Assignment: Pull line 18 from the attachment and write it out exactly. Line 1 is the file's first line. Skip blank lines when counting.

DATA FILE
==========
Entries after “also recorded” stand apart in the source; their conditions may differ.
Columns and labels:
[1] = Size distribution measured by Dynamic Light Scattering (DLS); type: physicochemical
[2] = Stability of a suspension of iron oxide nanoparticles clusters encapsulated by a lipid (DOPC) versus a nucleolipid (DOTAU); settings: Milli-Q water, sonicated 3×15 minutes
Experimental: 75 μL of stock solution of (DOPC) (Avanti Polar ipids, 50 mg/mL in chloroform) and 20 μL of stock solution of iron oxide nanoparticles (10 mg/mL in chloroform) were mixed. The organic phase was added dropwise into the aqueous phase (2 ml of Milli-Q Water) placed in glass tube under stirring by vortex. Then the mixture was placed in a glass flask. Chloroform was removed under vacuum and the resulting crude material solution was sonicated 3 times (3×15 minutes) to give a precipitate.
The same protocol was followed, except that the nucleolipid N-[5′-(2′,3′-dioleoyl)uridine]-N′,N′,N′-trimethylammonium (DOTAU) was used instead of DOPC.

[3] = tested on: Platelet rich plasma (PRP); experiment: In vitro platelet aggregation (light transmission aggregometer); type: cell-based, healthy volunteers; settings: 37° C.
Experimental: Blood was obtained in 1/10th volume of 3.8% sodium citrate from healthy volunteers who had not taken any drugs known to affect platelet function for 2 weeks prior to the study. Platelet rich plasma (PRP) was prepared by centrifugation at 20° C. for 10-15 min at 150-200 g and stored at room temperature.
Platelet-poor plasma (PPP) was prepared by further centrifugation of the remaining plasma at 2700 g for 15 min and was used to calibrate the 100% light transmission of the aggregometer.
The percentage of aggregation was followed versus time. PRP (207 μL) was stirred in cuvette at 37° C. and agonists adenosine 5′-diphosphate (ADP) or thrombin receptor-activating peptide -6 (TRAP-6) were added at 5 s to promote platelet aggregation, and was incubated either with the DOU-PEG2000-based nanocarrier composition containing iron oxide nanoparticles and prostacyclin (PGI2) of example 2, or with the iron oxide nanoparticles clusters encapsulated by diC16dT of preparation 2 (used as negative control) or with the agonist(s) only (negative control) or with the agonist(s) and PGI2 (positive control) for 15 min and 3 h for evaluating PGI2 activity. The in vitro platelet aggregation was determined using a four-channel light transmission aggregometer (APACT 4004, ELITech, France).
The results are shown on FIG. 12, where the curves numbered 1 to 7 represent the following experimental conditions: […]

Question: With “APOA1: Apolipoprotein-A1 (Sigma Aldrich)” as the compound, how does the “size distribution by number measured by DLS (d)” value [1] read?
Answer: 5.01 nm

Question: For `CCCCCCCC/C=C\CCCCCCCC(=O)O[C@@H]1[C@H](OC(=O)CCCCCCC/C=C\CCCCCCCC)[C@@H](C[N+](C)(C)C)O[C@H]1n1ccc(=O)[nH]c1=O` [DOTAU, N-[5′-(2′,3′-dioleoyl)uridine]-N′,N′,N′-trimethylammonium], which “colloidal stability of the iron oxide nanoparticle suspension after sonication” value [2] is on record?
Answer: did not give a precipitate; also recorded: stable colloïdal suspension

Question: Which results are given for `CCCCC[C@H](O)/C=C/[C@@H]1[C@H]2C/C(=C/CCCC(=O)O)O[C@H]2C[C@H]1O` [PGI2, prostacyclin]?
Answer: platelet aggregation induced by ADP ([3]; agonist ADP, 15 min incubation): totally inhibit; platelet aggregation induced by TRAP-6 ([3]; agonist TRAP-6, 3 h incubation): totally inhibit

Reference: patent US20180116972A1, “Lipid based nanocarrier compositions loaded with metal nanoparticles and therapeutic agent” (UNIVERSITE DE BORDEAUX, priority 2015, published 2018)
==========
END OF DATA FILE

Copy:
Reference: patent US20180116972A1, “Lipid based nanocarrier compositions loaded with metal nanoparticles and therapeutic agent” (UNIVERSITE DE BORDEAUX, priority 2015, published 2018)